Nicolas Martyanoff — Brain dump About

Using units in Emacs Calc

I was recently reminded of the ability of Emacs Calc to perform computations on values with units. Like so many Emacs features, it was on the list of the things I wanted to explore. Today is the day to do so!

Basic operations with units

The Emacs Calc manual presents a lot of features but makes it hard to understand how to start. You cannot just enter an expression such as “25mm” in calc-mode: 25 will be correctly interpreted as a number, but “mm” will be used to trigger the m m key binding which executes calc-save-modes. Not what you had in mind.

To enter a value with a unit, use the ' (apostrophe) key to enter an algebraic expression and hit return to push it on the stack. You can now use this value for your computations.

Note that after hitting ', you can use it a second time to recall the expression on the stack and edit it.

To remove the unit associated with a value. Simply hit u r, for “unit remove”.

Simplifying expressions

Expressions containing multiple units can be simplified. For example, enter two values, 2m and 50cm and add them with +. The resulting expression is 2 m + 50 cm. Hit u s, for “unit simplify”, to have Calc simplify it to 2.5 m.

Converting units

Unit conversion is of course possible. Use u c, for “unit convert”, at any moment: Calc will ask for a unit and will try to convert the value at the top of the stack into this unit. For example, entering 1.5mi (mi being the unit for miles) and typing u c km <return> will correctly yield 2.414016 km.

You will quickly discover that Calc tries way too hard to convert units and will produce really strange results when types are not compatible. For example, trying to convert 250mA into kilometers will produce 0.25A which is clearly incorrect. I have no idea what causes this behaviour. Fortunately you can use u n, bound to calc-convert-exact-units, which will check that the unit you required is compatible with the unit of the expression on the stack. To minimize the risk of producing incorrect results by mistake, I replace the calc-convert-units function by calc-convert-exact-units. I would prefer to remap u c, but Calc has a strange way to handle key bindings that prevent doing this kind of remapping.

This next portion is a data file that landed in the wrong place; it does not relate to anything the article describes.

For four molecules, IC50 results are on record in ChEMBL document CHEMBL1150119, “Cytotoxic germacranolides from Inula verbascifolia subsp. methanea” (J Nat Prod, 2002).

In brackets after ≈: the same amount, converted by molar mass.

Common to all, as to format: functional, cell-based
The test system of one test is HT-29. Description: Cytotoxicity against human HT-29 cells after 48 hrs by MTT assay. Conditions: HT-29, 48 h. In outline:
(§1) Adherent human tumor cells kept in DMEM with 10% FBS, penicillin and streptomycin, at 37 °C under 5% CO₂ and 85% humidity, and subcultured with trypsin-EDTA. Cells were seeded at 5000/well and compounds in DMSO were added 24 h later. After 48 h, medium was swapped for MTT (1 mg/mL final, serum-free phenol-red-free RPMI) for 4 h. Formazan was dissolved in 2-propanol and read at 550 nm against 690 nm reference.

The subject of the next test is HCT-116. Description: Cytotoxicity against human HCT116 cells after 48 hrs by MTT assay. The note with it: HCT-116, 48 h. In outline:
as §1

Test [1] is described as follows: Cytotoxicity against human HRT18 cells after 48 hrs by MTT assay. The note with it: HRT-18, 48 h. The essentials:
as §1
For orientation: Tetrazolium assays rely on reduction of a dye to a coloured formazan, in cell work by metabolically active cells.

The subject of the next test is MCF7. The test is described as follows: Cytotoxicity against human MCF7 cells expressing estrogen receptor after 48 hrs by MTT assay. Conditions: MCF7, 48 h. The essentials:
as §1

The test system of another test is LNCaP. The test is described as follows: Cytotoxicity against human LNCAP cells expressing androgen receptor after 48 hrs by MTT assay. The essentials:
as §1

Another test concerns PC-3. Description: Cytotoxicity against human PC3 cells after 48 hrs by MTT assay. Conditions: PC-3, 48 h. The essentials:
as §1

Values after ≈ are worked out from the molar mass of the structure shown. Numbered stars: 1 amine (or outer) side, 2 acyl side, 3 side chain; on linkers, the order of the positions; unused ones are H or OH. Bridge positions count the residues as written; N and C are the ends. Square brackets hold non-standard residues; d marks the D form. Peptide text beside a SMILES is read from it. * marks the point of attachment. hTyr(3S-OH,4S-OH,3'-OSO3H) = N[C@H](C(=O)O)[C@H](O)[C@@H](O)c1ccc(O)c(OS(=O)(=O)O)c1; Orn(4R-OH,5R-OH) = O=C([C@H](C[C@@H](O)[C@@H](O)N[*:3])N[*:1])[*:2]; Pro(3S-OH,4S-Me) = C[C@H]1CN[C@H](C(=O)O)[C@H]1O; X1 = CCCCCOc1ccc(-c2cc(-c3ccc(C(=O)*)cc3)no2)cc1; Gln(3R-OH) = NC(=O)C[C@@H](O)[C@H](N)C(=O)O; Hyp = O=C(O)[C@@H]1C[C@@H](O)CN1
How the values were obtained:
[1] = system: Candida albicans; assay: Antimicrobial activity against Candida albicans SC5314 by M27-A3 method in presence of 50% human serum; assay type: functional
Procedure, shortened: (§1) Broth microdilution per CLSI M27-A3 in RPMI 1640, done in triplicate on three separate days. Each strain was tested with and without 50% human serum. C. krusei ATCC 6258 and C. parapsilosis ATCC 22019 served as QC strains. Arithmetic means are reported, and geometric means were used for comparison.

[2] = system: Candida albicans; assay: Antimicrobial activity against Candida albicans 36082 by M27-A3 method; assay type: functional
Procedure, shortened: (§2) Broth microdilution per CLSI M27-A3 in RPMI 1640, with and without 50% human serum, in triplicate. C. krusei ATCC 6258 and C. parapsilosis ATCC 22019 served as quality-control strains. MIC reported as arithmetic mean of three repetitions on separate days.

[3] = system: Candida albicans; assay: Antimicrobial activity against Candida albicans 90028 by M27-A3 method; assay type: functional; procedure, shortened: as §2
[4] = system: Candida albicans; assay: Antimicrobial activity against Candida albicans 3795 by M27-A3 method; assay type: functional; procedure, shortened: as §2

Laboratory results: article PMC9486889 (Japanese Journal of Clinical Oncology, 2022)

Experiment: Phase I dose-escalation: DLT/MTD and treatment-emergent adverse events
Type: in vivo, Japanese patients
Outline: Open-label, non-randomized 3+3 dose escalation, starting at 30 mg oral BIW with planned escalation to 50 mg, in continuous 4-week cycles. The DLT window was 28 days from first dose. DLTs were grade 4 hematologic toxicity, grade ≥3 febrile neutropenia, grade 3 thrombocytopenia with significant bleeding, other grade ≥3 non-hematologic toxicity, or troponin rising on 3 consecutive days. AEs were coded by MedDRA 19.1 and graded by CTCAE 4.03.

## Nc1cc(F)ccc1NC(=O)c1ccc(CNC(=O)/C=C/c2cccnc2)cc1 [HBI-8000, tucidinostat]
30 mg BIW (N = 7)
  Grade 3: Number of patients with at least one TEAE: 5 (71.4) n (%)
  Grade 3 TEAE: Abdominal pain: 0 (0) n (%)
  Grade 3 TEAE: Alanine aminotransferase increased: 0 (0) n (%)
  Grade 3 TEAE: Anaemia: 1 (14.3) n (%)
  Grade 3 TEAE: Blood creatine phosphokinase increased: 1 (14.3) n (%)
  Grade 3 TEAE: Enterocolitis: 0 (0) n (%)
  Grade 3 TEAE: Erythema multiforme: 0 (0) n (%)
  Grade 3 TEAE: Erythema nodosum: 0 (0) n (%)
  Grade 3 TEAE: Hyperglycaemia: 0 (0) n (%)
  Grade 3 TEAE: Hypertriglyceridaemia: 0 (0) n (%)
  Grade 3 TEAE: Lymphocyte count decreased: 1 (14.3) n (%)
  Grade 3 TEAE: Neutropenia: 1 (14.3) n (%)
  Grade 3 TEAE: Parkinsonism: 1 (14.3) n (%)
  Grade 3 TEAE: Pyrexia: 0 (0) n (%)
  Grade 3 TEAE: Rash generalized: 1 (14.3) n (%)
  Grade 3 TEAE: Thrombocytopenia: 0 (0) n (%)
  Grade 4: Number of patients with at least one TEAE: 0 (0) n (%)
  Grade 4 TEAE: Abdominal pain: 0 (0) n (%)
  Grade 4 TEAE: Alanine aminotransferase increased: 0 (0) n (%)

(use-package calc
  (require 'calc-units)

  (setf (symbol-function 'calc-convert-units)
        (symbol-function 'calc-convert-exact-units)))

As a shortcut, u b, where b stands for “base”, will convert the value to its base unit. For example, it will automatically convert 250mA to 0.25A.

Defining custom units

Calc comes by default with more than 170 units (type u v to list them all), but none of them are about standard data size units. This is disappointing given that Emacs is a software primarily used for programming. But we can add new units, so it is not that much of a problem.

New units can be defined with the math-additional-units variable. Its format is the same as math-standard-units: each entry is a list of three elements:

  • A symbol identifying the unit.
  • An expression indicating the value of the unit, or nil for fundamental units.
  • A textual description.

Let us add data sizes. We need two units, bits and bytes, with bytes being defined as 8 bits. Note that using the b symbol for the bit unit will override the internal “Barn” unit; not a problem to me, I do not expect to use it any time soon. Feel free to use bit instead.

(setq math-additional-units
      '((b nil "Bit")
        (B "8 * b" "Byte")))

(setq math-units-table nil)

We need to set math-units-table to nil after defining new units to force Calc to recompute its internal table.

These new units can of course be used with standard SI prefixes defined in Calc. For example, 25kB will correctly be converted to 25000 B. And asking for a convertion to the base unit will yield 200000 b.

A limitation of Calc is its inability to handle unit prefixes of more than one character, so we cannot define ki as being a prefix with a multiplicative value of 1024, which would for example allow us to manipulate kibibytes.

A workaround is to define these power-of-two binary units with the prefix included:

(setq math-additional-units
      '((b nil "Bit")
        (B "8 * b" "Byte")

        (kiB "2^10 * B" "Kibibyte")
        (MiB "2^20 * B" "Mebibyte")
        (GiB "2^30 * B" "Gibibyte")
        (TiB "2^40 * B" "Tebibyte")
        (PiB "2^50 * B" "Pebibyte")
        (EiB "2^60 * B" "Exbibyte")))

(setq math-units-table nil)

Very helpful for data size conversion.

Going farther with Calc

Writing this post has been an interesting experience: it forced me to read various parts of the Calc manual and some of its source files. It made me realize that this package is full of useful features. I hope to find the time to experiment with Calc features in the future.

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